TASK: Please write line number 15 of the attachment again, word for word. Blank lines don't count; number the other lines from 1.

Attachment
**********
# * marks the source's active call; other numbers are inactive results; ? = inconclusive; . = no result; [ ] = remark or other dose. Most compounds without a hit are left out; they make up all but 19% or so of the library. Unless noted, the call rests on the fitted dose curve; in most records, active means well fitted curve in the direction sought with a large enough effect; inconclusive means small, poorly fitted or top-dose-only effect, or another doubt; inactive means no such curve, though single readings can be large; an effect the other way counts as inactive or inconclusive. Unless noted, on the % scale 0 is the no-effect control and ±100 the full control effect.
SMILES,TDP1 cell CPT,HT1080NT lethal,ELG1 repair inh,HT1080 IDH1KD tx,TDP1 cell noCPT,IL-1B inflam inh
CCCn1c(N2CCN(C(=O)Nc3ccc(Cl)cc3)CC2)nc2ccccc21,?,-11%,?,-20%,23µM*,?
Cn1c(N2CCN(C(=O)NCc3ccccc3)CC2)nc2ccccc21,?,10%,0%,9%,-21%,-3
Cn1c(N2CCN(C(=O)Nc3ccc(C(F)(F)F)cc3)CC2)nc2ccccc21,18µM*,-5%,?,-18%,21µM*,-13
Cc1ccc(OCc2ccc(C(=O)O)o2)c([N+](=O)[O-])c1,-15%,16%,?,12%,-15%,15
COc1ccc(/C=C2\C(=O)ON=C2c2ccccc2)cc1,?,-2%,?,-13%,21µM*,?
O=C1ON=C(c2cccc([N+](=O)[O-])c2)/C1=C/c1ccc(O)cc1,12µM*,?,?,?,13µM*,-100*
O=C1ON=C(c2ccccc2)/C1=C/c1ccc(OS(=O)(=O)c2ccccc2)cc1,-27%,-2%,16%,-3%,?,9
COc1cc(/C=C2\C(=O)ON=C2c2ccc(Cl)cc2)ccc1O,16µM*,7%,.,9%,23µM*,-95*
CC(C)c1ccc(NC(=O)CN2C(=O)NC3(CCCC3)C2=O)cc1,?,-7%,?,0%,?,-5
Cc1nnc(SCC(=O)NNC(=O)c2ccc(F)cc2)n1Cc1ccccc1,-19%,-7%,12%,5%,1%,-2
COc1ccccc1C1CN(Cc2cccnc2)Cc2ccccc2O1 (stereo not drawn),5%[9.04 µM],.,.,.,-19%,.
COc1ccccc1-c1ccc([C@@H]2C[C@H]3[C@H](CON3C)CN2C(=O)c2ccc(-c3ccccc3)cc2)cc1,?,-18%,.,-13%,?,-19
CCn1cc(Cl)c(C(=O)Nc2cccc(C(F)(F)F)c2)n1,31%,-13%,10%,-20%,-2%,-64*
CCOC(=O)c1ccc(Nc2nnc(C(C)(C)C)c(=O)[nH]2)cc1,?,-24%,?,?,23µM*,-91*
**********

CCn1cc(Cl)c(C(=O)Nc2cccc(C(F)(F)F)c2)n1,31%,-13%,10%,-20%,-2%,-64*